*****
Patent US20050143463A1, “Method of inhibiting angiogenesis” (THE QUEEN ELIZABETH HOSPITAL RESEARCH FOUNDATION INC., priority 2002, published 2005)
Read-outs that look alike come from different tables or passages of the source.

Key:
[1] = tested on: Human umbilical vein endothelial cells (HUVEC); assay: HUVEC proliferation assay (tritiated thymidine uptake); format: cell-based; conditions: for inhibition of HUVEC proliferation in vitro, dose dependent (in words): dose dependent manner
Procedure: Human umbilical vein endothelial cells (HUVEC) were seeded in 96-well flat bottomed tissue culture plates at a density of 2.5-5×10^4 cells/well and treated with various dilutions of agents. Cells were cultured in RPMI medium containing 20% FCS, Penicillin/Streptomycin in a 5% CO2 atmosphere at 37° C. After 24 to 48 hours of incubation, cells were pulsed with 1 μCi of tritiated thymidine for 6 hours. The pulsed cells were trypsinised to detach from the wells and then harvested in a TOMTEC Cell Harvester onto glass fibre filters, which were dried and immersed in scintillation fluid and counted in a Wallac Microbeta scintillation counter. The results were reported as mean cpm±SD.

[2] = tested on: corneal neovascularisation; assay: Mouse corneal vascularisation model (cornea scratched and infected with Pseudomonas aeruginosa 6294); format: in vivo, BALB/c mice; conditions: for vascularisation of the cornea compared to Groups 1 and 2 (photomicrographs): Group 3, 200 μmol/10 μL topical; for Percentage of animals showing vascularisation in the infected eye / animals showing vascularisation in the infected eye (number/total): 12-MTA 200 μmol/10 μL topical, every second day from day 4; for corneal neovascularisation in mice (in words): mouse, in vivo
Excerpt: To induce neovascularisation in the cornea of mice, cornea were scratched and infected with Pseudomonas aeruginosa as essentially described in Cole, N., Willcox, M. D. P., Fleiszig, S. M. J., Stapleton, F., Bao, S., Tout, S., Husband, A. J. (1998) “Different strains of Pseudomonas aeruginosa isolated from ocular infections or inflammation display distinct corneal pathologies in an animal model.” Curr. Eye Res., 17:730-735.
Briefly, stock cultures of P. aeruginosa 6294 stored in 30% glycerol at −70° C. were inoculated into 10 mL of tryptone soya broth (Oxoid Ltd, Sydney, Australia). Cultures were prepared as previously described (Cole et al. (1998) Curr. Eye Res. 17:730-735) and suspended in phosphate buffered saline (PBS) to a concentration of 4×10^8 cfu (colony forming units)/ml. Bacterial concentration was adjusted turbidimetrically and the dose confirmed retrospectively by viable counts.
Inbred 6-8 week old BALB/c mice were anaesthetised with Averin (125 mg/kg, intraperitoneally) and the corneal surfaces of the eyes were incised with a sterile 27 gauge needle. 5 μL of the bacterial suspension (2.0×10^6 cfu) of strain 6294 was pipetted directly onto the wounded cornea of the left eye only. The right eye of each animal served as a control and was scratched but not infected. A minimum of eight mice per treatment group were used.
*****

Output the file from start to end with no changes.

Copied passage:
Patent US20050143463A1, “Method of inhibiting angiogenesis” (THE QUEEN ELIZABETH HOSPITAL RESEARCH FOUNDATION INC., priority 2002, published 2005)
Read-outs that look alike come from different tables or passages of the source.

Key:
[1] = tested on: Human umbilical vein endothelial cells (HUVEC); assay: HUVEC proliferation assay (tritiated thymidine uptake); format: cell-based; conditions: for inhibition of HUVEC proliferation in vitro, dose dependent (in words): dose dependent manner
Procedure: Human umbilical vein endothelial cells (HUVEC) were seeded in 96-well flat bottomed tissue culture plates at a density of 2.5-5×10^4 cells/well and treated with various dilutions of agents. Cells were cultured in RPMI medium containing 20% FCS, Penicillin/Streptomycin in a 5% CO2 atmosphere at 37° C. After 24 to 48 hours of incubation, cells were pulsed with 1 μCi of tritiated thymidine for 6 hours. The pulsed cells were trypsinised to detach from the wells and then harvested in a TOMTEC Cell Harvester onto glass fibre filters, which were dried and immersed in scintillation fluid and counted in a Wallac Microbeta scintillation counter. The results were reported as mean cpm±SD.

[2] = tested on: corneal neovascularisation; assay: Mouse corneal vascularisation model (cornea scratched and infected with Pseudomonas aeruginosa 6294); format: in vivo, BALB/c mice; conditions: for vascularisation of the cornea compared to Groups 1 and 2 (photomicrographs): Group 3, 200 μmol/10 μL topical; for Percentage of animals showing vascularisation in the infected eye / animals showing vascularisation in the infected eye (number/total): 12-MTA 200 μmol/10 μL topical, every second day from day 4; for corneal neovascularisation in mice (in words): mouse, in vivo
Excerpt: To induce neovascularisation in the cornea of mice, cornea were scratched and infected with Pseudomonas aeruginosa as essentially described in Cole, N., Willcox, M. D. P., Fleiszig, S. M. J., Stapleton, F., Bao, S., Tout, S., Husband, A. J. (1998) “Different strains of Pseudomonas aeruginosa isolated from ocular infections or inflammation display distinct corneal pathologies in an animal model.” Curr. Eye Res., 17:730-735.
Briefly, stock cultures of P. aeruginosa 6294 stored in 30% glycerol at −70° C. were inoculated into 10 mL of tryptone soya broth (Oxoid Ltd, Sydney, Australia). Cultures were prepared as previously described (Cole et al. (1998) Curr. Eye Res. 17:730-735) and suspended in phosphate buffered saline (PBS) to a concentration of 4×10^8 cfu (colony forming units)/ml. Bacterial concentration was adjusted turbidimetrically and the dose confirmed retrospectively by viable counts.
Inbred 6-8 week old BALB/c mice were anaesthetised with Averin (125 mg/kg, intraperitoneally) and the corneal surfaces of the eyes were incised with a sterile 27 gauge needle. 5 μL of the bacterial suspension (2.0×10^6 cfu) of strain 6294 was pipetted directly onto the wounded cornea of the left eye only. The right eye of each animal served as a control and was scratched but not infected. A minimum of eight mice per treatment group were used.